These chestnut brown ales are a triple threat: they have the toasty, caramel taste you’d expect from a deep brown brew, plus dark fruit and light baking spice notes from the strain of Belgian yeast that goes into them. A dubbel is the ultimate wingman with any dish that’s braised, roasted or stewed, because its caramel notes play up the mellow flavours of slow-cooked meat or roasted veg. Serve one at a party with Asian-inspired hot appetizers, like crispy spring rolls and pork dumplings, to coax out the beer’s spicy notes. Or take it really easy and see how nicely it plays with instant miso ramen.
Think of a tripel as a Belgian dubbel cranked up to 11 — fuller bodied with lots of peppery flavour. But there are key differences: a tripel is hazy and golden, and its fruity flavours are more on the peach or pear side. There’s basically zero bitterness in this beer, so you can pair it with “difficult” vegetables, like asparagus or roasted brussels sprouts. (Make sure you add some bacon; we don’t need to tell you why). This brew is a dinnertime MVP with glazed ham because it enhances the meat’s savoury appeal.
Thank goodness for winter: it brings all sorts of special stouts to our shelves. Each category has a secret weapon that makes it the ideal partner to certain foods. Imperial stouts have a super-bold taste, so they pair well with strong, earthy meats (like lamb) and funky blue cheeses (like Stilton). Oatmeal stouts are made with — you guessed it — oats, so they have a creamy texture that works with hearty stews, Swedish meatballs and vegetarian chilis. For dessert, milk stouts are where it’s at. They’re made with lactose, a natural sugar found in milk, which gives them a hint of sweetness. Serve one alongside fudgy brownies, pumpkin pie or cheesecake.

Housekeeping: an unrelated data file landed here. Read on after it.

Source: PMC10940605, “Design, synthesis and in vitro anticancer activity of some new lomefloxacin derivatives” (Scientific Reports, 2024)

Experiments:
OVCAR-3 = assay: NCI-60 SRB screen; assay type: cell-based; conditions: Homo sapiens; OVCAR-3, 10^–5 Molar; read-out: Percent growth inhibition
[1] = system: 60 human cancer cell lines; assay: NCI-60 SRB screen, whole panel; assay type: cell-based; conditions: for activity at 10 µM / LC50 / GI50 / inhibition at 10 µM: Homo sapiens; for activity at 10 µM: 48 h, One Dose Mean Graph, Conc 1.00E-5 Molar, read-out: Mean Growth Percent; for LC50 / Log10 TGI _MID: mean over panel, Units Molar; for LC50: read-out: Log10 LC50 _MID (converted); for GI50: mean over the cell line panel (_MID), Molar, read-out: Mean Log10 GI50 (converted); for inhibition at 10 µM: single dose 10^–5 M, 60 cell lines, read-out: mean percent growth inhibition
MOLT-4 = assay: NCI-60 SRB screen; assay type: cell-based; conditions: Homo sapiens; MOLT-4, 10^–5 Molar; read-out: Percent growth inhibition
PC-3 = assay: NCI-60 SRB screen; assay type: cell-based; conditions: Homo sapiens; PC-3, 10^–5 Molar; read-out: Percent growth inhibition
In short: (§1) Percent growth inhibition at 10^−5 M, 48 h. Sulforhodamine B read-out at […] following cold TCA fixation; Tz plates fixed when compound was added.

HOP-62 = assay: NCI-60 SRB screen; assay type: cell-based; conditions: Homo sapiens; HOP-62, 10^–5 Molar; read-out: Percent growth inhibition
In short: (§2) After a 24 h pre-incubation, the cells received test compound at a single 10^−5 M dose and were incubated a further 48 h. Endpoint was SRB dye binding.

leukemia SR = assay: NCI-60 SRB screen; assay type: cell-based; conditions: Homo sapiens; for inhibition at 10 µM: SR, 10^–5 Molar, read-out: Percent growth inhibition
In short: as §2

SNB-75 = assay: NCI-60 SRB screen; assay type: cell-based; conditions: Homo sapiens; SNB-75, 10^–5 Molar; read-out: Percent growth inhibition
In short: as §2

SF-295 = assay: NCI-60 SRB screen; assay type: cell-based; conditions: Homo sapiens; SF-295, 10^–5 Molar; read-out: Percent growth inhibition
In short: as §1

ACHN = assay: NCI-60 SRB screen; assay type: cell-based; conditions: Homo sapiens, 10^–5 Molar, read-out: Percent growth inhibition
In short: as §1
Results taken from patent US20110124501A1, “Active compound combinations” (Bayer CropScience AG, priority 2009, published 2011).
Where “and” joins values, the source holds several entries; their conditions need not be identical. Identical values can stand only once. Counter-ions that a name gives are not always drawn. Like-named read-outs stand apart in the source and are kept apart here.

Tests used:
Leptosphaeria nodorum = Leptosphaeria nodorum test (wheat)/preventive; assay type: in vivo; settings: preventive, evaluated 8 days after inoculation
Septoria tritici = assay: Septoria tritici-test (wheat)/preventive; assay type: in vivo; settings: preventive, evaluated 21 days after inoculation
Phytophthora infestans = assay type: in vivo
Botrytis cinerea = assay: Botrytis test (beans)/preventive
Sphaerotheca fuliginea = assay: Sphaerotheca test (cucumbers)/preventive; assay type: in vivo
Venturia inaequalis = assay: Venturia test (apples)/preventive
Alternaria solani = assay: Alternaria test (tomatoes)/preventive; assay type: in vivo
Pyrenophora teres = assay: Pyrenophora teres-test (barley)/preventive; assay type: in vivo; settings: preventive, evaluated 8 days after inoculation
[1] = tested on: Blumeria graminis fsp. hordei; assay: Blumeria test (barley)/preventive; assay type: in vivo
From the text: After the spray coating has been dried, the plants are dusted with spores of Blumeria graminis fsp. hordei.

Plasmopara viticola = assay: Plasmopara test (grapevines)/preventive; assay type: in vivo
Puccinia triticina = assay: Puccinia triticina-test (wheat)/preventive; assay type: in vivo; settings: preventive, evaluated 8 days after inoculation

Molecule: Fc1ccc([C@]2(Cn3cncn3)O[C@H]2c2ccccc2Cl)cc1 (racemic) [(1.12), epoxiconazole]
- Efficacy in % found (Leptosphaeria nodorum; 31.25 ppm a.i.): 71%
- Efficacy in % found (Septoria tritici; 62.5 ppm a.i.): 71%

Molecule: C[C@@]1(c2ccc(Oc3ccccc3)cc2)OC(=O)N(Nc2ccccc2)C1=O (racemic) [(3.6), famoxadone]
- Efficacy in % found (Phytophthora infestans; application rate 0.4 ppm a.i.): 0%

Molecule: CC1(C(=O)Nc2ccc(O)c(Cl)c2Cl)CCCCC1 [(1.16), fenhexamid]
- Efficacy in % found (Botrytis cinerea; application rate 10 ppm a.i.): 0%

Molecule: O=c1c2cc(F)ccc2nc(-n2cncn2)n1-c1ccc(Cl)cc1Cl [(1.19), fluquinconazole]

Crisp, light lagers
When friends come over and ask for a beer, what do you hand them? We bet it’s a crisp, golden light lager. Why? Because it’s the world’s comfort beer. Dry, brilliantly clear and packed with bubbles, light lagers are delicious with all your favourite pub-style snacks, including beer-and-cheese dip, nachos and chicken satay. Plus, they do a great job of removing any oiliness on your tongue between bites. Pro tip: Stock up on a 2-4 for a party and you’ll save an average of $9!
Pale ales get a lot of love, but these ruby red numbers deserve the limelight, too. Their pretty colour comes from caramelized barley, which also adds toffee, caramel and toast flavours. Most red ales have a hint of sweetness and not much bitterness, so they can tackle all your favourite tomato-based dishes. Pizza with tangy marinara sauce? Check. Spaghetti and meatballs? Yup. And they’re a stellar choice with pulled pork and Chinese takeout, too.
Extra special bitters (ESBs)
These British-style brews really are as good as their name promises. ESBs offer a well-balanced flavour trifecta: biscuity, sweet malt; earthy hops; and light, jammy notes from the yeast. They’ll bring out the spices in your jerk chicken and favourite Indian curries — and let’s all agree they should be your first choice when eating good ol’ fish-’n’-chips.